Swiss lotteries see charitable contributions decline in 2018
Switzerland’s cantonal lottery operators Loterie Romande and Swisslos have seen money raised for charitable projects across the country decline to CHF588m (£457.8m/€525.6m/$593.8m) in 2018.
Latest figures from the Inter-Cantonal Lotteries and Betting Commission (Comlot) reveal that gross gaming revenue rose 0.4% year-on-year to CHF943m. While CHF517m of the total came from draw-based games, this was down 2.1% from 2017, offset by growth in games to CHF562m, and sports betting revenue, which rose to CHF63m.
The majority of revenue - CHF553m - came from Swisslos, the lottery covering Switzerland’s 20 German-speaking cantons. This was flat year-on-year, with a 2.4% decline in draw-based games revenue to CHF366m offset by growth in other lottery games and sports betting.
Loterie Romande, which covers the country’s six French-speaking cantons, saw revenue grow marginally to CHF388m. Draw based games revenue fell to CHF151m, with gaming flat at CHF195m and sports betting revenue up slightly to CHF42m.
While Comlot did not provide a full breakdown of revenue, it said that profit for the year amounted to CHF588m, down 1.3% from 2017. This decline was down to Swisslos profit falling 2.1% to CHF372m, largely down to lottery games, with Loterie Romande flat at CHF216m.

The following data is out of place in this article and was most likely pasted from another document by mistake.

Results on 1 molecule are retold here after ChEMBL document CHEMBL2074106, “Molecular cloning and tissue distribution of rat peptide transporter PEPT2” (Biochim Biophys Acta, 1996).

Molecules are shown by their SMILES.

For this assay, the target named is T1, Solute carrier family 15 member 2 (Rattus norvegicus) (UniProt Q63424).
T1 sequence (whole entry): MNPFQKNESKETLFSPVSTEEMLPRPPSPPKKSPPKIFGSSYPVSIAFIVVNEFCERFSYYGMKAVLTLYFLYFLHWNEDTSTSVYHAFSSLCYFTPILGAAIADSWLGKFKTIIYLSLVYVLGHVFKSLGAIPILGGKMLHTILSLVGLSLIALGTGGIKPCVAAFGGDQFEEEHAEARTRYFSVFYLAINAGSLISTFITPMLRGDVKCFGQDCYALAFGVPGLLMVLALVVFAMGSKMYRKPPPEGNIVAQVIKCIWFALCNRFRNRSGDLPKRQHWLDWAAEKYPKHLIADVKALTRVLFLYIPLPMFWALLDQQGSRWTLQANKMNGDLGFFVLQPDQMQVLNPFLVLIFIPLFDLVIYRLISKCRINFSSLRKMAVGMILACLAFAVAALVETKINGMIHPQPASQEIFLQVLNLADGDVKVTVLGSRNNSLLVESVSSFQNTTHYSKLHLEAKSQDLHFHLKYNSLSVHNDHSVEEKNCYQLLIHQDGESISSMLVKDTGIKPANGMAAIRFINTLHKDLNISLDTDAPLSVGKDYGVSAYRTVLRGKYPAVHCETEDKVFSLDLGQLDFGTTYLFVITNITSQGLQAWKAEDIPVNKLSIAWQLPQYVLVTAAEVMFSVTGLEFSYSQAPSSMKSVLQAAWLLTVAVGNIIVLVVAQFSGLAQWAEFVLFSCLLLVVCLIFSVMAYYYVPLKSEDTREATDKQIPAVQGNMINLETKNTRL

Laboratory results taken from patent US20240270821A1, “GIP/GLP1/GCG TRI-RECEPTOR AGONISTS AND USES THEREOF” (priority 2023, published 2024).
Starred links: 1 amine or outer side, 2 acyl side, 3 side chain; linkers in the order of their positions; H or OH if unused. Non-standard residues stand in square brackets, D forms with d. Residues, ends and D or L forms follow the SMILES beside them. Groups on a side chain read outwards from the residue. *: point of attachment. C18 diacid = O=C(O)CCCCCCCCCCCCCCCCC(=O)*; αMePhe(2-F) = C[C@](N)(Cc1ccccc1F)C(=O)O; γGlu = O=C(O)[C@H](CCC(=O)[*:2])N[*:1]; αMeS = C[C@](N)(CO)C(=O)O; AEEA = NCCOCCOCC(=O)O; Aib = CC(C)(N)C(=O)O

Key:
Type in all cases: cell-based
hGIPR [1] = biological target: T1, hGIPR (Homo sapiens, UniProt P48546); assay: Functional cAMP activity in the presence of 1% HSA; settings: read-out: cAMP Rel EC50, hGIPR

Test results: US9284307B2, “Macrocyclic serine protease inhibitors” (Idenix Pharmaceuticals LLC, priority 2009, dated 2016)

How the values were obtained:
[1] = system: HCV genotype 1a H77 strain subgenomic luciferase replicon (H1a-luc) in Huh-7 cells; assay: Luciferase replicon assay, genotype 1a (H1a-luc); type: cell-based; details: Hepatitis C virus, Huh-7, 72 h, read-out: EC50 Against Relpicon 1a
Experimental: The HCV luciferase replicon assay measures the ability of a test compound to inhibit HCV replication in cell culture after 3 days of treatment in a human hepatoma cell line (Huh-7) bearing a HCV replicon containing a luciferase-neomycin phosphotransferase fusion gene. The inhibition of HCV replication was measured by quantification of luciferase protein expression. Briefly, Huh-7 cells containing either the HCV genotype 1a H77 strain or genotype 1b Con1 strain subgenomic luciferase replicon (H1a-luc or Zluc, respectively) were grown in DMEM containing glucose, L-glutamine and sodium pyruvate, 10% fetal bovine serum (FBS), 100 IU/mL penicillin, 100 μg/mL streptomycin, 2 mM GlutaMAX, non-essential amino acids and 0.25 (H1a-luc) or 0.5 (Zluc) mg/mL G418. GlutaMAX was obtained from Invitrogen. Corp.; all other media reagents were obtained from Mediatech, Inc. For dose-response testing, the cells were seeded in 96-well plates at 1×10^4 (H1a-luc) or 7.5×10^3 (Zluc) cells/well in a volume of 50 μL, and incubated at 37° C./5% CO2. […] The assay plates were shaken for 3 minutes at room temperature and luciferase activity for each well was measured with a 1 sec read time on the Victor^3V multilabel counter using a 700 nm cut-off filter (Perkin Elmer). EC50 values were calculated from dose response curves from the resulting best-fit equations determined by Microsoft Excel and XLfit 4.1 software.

During the year Comlot granted Loterie Romande approval to launch 38 new games, and gave Swisslos the green light for 22.
It also continued to step up efforts to combat illegal gambling, with 78 cases opened on suspected violations of the country’s lottery laws. The majority of these concerned betting terminals, with the regulator initiating supervisory action in 30 cases. A further 24 cases were opened in relation to sweepstakes, with six companies warned they were in breach of gambling laws.
Just four concerned foreign igaming operators targeting Swiss players, with only one of these cases resulting in Comlot issuing a warning.
However its role in regulating online gaming will expand in 2019, with Switzerland’s igaming market set to open for business from July 1, with licences issued to Grand Casino Baden, Casino Davos, Grand Casino Luzern and Casino Zürichsee. This will see Comlot handed oversight of inter-cantonal and online skill games, as well as gaining powers to mandate internet service providers to block access to unlicensed sites.
“Comlot is pleased to tackle these upcoming challenges, supported by modernised regulations,” it said.
Image: Oleg Magni